The purpose of this study was to evaluate the effects of a hypnotically based intervention for pain and fear in women undergoing labor who are about to receive an epidural catheter. A group of 155 women received interventions that included either (1) patient rocking, gentle touching, and hypnotic communication or (2) patient rocking, gentle touching, and standard communication. The authors found that the hypnotic communication intervention was more effective than the standard communication intervention for reducing both pain intensity and fear. The results support the use of hypnotic communication just before and during epidural placement for women who are in labor and also indicate that additional research to evaluate the benefits and mechanism of this treatment is warranted.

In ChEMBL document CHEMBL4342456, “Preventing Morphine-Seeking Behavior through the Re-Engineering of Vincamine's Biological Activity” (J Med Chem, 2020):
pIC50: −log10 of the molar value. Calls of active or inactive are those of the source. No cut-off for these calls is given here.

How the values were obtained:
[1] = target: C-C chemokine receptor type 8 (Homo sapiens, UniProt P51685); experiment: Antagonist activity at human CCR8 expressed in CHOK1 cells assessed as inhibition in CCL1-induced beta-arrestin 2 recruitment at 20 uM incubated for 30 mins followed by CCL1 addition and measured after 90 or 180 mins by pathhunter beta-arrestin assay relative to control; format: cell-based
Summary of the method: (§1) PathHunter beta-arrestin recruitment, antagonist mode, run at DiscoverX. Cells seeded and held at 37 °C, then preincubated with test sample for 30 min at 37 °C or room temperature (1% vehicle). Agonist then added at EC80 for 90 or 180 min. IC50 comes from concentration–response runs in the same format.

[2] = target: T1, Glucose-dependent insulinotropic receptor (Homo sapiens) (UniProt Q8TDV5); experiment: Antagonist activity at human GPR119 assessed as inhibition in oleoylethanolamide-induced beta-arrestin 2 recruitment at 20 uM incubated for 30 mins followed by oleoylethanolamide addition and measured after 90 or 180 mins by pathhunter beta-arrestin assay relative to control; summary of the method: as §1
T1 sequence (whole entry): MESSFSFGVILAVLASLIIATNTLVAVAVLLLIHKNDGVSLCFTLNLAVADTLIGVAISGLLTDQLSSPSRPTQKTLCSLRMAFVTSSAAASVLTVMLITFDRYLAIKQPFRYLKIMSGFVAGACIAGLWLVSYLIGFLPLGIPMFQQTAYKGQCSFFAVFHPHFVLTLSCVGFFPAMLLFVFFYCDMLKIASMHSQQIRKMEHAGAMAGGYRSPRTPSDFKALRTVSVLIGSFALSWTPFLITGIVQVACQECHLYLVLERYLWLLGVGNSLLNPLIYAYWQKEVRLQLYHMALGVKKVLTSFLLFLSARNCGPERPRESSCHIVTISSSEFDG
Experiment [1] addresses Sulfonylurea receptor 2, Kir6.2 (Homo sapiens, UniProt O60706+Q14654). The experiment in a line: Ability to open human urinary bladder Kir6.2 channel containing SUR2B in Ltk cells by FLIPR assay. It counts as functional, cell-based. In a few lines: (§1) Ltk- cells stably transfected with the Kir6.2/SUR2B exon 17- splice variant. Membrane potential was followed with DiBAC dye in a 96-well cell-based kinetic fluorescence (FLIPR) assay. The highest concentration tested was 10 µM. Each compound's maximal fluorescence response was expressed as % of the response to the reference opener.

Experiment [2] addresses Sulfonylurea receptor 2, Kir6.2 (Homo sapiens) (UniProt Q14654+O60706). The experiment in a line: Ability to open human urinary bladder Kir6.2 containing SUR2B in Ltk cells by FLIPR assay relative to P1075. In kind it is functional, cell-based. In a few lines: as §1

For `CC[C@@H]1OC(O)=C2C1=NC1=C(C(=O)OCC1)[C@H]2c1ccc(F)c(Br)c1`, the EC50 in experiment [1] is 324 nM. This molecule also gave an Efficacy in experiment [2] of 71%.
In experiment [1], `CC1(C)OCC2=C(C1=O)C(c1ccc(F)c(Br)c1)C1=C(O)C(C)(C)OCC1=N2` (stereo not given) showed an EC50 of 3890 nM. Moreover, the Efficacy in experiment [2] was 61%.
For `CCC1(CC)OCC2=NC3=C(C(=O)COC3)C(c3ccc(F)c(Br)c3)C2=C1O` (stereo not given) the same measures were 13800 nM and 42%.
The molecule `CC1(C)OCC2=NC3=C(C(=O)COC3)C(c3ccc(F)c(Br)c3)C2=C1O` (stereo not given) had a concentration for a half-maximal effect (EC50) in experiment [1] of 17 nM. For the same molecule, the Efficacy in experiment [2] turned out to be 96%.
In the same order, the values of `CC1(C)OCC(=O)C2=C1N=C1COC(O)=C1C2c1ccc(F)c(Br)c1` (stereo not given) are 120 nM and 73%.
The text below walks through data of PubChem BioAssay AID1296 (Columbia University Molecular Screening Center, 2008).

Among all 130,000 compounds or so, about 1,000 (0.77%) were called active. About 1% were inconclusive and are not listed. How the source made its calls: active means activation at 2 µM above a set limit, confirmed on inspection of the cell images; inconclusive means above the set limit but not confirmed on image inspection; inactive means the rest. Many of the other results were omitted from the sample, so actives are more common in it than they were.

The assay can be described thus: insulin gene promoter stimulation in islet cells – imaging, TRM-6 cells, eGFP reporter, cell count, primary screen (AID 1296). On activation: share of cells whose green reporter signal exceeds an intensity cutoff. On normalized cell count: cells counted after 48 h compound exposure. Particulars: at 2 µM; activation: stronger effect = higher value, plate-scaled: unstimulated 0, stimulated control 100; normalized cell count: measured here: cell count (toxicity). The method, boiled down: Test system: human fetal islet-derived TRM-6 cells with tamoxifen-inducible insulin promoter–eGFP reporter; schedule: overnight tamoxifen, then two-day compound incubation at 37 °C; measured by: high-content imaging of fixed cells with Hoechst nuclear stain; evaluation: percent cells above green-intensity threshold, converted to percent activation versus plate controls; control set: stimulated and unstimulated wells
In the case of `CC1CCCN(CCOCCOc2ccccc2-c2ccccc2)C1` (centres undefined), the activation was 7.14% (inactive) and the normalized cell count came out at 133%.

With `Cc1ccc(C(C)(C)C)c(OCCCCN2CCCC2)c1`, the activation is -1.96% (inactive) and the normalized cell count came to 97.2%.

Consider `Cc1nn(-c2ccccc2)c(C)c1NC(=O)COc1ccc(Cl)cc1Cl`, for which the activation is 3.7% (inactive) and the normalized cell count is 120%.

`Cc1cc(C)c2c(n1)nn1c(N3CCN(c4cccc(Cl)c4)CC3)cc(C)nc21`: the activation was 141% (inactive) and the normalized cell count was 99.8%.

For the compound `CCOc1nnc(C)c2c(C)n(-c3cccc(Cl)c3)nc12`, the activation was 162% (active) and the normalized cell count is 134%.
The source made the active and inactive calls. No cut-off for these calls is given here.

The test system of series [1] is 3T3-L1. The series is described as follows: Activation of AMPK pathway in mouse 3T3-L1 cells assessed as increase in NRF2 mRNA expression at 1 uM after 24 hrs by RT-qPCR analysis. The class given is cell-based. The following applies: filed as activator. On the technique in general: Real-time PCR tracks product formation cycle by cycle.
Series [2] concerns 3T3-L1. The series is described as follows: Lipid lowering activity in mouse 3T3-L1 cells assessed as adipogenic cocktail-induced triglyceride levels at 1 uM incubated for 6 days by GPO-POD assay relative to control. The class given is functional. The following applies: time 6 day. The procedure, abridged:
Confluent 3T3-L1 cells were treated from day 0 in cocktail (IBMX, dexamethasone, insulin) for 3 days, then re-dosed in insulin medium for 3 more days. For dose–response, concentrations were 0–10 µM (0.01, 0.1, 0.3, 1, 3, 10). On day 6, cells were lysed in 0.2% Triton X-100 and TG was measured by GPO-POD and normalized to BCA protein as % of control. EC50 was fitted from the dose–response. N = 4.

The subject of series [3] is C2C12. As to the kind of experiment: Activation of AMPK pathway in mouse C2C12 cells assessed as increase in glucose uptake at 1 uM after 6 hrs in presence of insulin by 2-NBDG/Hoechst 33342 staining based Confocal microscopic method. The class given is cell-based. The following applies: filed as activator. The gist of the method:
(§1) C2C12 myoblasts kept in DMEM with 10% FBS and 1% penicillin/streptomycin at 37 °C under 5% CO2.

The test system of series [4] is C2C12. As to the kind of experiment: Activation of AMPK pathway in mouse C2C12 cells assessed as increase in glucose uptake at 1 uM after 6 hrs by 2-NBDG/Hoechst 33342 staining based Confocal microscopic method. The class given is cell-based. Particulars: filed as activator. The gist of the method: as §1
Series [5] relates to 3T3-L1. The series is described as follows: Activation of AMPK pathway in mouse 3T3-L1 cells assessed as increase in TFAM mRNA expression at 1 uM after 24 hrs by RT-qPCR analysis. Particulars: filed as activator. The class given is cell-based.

Written in 1957, this paper was Jay Haley’s first attempt to organize his impressions of Milton Erickson. The article captures the essence of Erickson: the man, his early concepts of the trance state, his flexibility in trance induction, and his delight in working with those considered “resistant subjects.” In this early paper, Jay Haley clearly recognizes Erickson’s potential impact on therapy and clinicians around the world. This paper reminds readers of the importance of therapeutic relationship and the power of effective communication.
In this paper, the author offers what he sees as a new approach to understanding or defining hypnosis. Drawing from his work with Gregory Bateson, John Weakland, Don Jackson, and Bill Fry, Haley emphasizes the relational communicative aspect of trance. Noting the inherent difficulty of studying subjective experience, Haley highlights again the importance of communication and the therapist-patient relationship.